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In her interview with Brad Sanders on Bandcamp’s Metal Show, King Woman’s Kris Esfandiari explains how the concept for Celestial Blues began taking shape after someone handed her a copy of Milton’s Paradise Lost at a party, and she began idly thumbing through it. That it would intrigue her is no surprise: on 2017’s gripping Created in the Image of Suffering and the 2014 EP Doubt, Esfandiari sought to process the damage she’d suffered as a result of being raised in charismatic Christianity. Now, with the benefit of distance and healing, she was ready to start playing around with the archetypes; Paradise Lost was the perfect entrypoint. Across the album’s nine stunning songs, Esfandiari inhabits the character of the devil (“I was luminous/ my name is Lucifer/ pleased to meet you.”), wrestles with the notion of absolution (“Psychic Wound”) and explores the cruelty undergirding the myth of Adam & Eve (“Thrown from our intimacy/…it’s just the saddest story.”) She does all of this against heaving, turbulent music: black walls of guitar that lunge and pummel, chest-collapsing drums, and her own furious, whipping-wind howl. It’s a raw, roiling record—the sound of one woman re-writing the canon in her own defiant image.

J. Edward Keyes

Low
Hey What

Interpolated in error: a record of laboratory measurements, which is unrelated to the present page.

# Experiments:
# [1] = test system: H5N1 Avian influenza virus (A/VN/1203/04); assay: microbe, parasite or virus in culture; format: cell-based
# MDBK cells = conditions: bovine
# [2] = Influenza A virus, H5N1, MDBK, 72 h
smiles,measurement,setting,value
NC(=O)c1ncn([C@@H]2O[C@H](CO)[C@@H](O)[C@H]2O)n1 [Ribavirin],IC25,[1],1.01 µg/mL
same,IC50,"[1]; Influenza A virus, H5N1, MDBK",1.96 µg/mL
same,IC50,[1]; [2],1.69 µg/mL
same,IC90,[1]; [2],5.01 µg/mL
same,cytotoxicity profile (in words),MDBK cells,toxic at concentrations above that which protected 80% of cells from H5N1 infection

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Low’s stunning 2018 album Double Negative represented the most dramatic sonic turn for the long-running husband-and-wife duo in a career full of them, adding noise and discordance to their emotionally affecting minimalism. On HEY WHAT, they sharpen that sound even further, creating eerie and beautiful music buoyed by their strong voices (often in harmony, sometimes completely isolated, as on standout “Days Like These,” which has a bit of a bit-crushed hymnal feel to it). You could listen to single tracks from this one, I suppose, but it is as an album that it functions the best. The instant gooseflesh of opener “White Horses” arcs into the glowing “I Can Wait,” which warps into the wistful yet hopeful psychedelic noise-pop of “All Night,” and so on, with the production work by returning collaborator BJ Burton serving as not just an enhancement to their sound but a key component of it. I mentioned gooseflesh already, but I can think of no better way to underline this gorgeous record’s presence on this list than to note that I have definitely listened to this record more than 20 times at this point and there are points in nearly every track where that chill runs through me still. I can’t imagine there’s a time when that won’t happen, or that even on my steeliest day I won’t suddenly develop something in my eye at the waning crest of “Don’t Walk Away,” only to feel sliced open by the blown-out guitar chords of the beginning to “More.”